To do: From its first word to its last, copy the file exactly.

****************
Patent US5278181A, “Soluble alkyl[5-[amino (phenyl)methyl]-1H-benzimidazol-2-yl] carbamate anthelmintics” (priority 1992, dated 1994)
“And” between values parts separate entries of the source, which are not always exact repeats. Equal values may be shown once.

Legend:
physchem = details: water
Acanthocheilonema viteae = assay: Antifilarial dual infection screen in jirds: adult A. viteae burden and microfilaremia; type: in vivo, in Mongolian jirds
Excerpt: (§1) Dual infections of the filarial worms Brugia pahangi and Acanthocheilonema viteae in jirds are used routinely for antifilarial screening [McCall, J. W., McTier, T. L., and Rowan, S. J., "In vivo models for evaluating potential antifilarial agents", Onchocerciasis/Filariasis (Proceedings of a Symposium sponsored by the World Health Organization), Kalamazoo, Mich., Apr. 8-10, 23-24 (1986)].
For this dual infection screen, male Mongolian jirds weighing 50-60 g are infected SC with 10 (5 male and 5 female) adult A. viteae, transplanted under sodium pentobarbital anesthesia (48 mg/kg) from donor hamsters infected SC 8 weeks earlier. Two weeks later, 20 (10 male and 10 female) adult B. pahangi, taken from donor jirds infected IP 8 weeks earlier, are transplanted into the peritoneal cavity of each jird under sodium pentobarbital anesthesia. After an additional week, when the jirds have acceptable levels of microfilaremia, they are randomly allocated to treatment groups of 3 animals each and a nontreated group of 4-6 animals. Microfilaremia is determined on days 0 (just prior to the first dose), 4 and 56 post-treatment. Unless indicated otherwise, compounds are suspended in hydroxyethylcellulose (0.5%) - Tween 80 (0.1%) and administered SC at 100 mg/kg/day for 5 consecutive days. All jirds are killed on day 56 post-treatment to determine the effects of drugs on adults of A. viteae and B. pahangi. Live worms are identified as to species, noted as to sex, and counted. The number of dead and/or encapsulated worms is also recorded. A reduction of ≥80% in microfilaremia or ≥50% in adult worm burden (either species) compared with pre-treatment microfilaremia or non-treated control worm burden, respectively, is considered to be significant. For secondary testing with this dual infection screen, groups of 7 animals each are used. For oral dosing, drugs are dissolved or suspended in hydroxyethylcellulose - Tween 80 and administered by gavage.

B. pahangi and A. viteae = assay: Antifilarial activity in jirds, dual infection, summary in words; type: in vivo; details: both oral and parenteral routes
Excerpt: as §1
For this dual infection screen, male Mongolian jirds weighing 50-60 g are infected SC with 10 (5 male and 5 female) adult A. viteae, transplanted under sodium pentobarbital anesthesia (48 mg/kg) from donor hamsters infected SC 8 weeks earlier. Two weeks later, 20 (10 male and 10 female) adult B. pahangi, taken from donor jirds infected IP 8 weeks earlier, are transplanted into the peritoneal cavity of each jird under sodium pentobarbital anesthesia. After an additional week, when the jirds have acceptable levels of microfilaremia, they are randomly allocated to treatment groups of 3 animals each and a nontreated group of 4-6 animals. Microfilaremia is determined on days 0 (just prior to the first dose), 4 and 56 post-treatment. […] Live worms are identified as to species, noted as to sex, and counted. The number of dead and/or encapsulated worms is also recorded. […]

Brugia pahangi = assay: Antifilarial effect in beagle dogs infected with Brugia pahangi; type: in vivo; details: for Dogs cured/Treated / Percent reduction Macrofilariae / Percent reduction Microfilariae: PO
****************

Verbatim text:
Patent US5278181A, “Soluble alkyl[5-[amino (phenyl)methyl]-1H-benzimidazol-2-yl] carbamate anthelmintics” (priority 1992, dated 1994)
“And” between values parts separate entries of the source, which are not always exact repeats. Equal values may be shown once.

Legend:
physchem = details: water
Acanthocheilonema viteae = assay: Antifilarial dual infection screen in jirds: adult A. viteae burden and microfilaremia; type: in vivo, in Mongolian jirds
Excerpt: (§1) Dual infections of the filarial worms Brugia pahangi and Acanthocheilonema viteae in jirds are used routinely for antifilarial screening [McCall, J. W., McTier, T. L., and Rowan, S. J., "In vivo models for evaluating potential antifilarial agents", Onchocerciasis/Filariasis (Proceedings of a Symposium sponsored by the World Health Organization), Kalamazoo, Mich., Apr. 8-10, 23-24 (1986)].
For this dual infection screen, male Mongolian jirds weighing 50-60 g are infected SC with 10 (5 male and 5 female) adult A. viteae, transplanted under sodium pentobarbital anesthesia (48 mg/kg) from donor hamsters infected SC 8 weeks earlier. Two weeks later, 20 (10 male and 10 female) adult B. pahangi, taken from donor jirds infected IP 8 weeks earlier, are transplanted into the peritoneal cavity of each jird under sodium pentobarbital anesthesia. After an additional week, when the jirds have acceptable levels of microfilaremia, they are randomly allocated to treatment groups of 3 animals each and a nontreated group of 4-6 animals. Microfilaremia is determined on days 0 (just prior to the first dose), 4 and 56 post-treatment. Unless indicated otherwise, compounds are suspended in hydroxyethylcellulose (0.5%) - Tween 80 (0.1%) and administered SC at 100 mg/kg/day for 5 consecutive days. All jirds are killed on day 56 post-treatment to determine the effects of drugs on adults of A. viteae and B. pahangi. Live worms are identified as to species, noted as to sex, and counted. The number of dead and/or encapsulated worms is also recorded. A reduction of ≥80% in microfilaremia or ≥50% in adult worm burden (either species) compared with pre-treatment microfilaremia or non-treated control worm burden, respectively, is considered to be significant. For secondary testing with this dual infection screen, groups of 7 animals each are used. For oral dosing, drugs are dissolved or suspended in hydroxyethylcellulose - Tween 80 and administered by gavage.

B. pahangi and A. viteae = assay: Antifilarial activity in jirds, dual infection, summary in words; type: in vivo; details: both oral and parenteral routes
Excerpt: as §1
For this dual infection screen, male Mongolian jirds weighing 50-60 g are infected SC with 10 (5 male and 5 female) adult A. viteae, transplanted under sodium pentobarbital anesthesia (48 mg/kg) from donor hamsters infected SC 8 weeks earlier. Two weeks later, 20 (10 male and 10 female) adult B. pahangi, taken from donor jirds infected IP 8 weeks earlier, are transplanted into the peritoneal cavity of each jird under sodium pentobarbital anesthesia. After an additional week, when the jirds have acceptable levels of microfilaremia, they are randomly allocated to treatment groups of 3 animals each and a nontreated group of 4-6 animals. Microfilaremia is determined on days 0 (just prior to the first dose), 4 and 56 post-treatment. […] Live worms are identified as to species, noted as to sex, and counted. The number of dead and/or encapsulated worms is also recorded. […]

Brugia pahangi = assay: Antifilarial effect in beagle dogs infected with Brugia pahangi; type: in vivo; details: for Dogs cured/Treated / Percent reduction Macrofilariae / Percent reduction Microfilariae: PO